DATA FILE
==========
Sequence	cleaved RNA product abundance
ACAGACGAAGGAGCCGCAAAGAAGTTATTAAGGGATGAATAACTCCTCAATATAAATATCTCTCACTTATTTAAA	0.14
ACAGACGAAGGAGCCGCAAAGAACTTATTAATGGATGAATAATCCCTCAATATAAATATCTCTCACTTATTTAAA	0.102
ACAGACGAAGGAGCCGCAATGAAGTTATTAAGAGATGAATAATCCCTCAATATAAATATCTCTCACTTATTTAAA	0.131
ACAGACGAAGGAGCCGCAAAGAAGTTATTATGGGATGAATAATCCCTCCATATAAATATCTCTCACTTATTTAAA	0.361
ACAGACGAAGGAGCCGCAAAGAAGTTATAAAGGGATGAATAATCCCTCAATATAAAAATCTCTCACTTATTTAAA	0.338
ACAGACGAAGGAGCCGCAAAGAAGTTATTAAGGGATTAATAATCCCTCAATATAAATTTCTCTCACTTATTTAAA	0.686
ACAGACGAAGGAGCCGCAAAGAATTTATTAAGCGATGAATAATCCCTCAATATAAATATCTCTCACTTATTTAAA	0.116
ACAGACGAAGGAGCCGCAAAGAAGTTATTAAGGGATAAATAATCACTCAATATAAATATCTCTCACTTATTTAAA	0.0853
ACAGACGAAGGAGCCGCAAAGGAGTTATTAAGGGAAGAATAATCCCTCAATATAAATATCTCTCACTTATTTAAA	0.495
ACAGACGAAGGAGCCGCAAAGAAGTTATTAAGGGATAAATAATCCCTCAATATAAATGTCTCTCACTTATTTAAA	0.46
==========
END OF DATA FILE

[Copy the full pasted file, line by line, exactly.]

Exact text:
Sequence	cleaved RNA product abundance
ACAGACGAAGGAGCCGCAAAGAAGTTATTAAGGGATGAATAACTCCTCAATATAAATATCTCTCACTTATTTAAA	0.14
ACAGACGAAGGAGCCGCAAAGAACTTATTAATGGATGAATAATCCCTCAATATAAATATCTCTCACTTATTTAAA	0.102
ACAGACGAAGGAGCCGCAATGAAGTTATTAAGAGATGAATAATCCCTCAATATAAATATCTCTCACTTATTTAAA	0.131
ACAGACGAAGGAGCCGCAAAGAAGTTATTATGGGATGAATAATCCCTCCATATAAATATCTCTCACTTATTTAAA	0.361
ACAGACGAAGGAGCCGCAAAGAAGTTATAAAGGGATGAATAATCCCTCAATATAAAAATCTCTCACTTATTTAAA	0.338
ACAGACGAAGGAGCCGCAAAGAAGTTATTAAGGGATTAATAATCCCTCAATATAAATTTCTCTCACTTATTTAAA	0.686
ACAGACGAAGGAGCCGCAAAGAATTTATTAAGCGATGAATAATCCCTCAATATAAATATCTCTCACTTATTTAAA	0.116
ACAGACGAAGGAGCCGCAAAGAAGTTATTAAGGGATAAATAATCACTCAATATAAATATCTCTCACTTATTTAAA	0.0853
ACAGACGAAGGAGCCGCAAAGGAGTTATTAAGGGAAGAATAATCCCTCAATATAAATATCTCTCACTTATTTAAA	0.495
ACAGACGAAGGAGCCGCAAAGAAGTTATTAAGGGATAAATAATCCCTCAATATAAATGTCTCTCACTTATTTAAA	0.46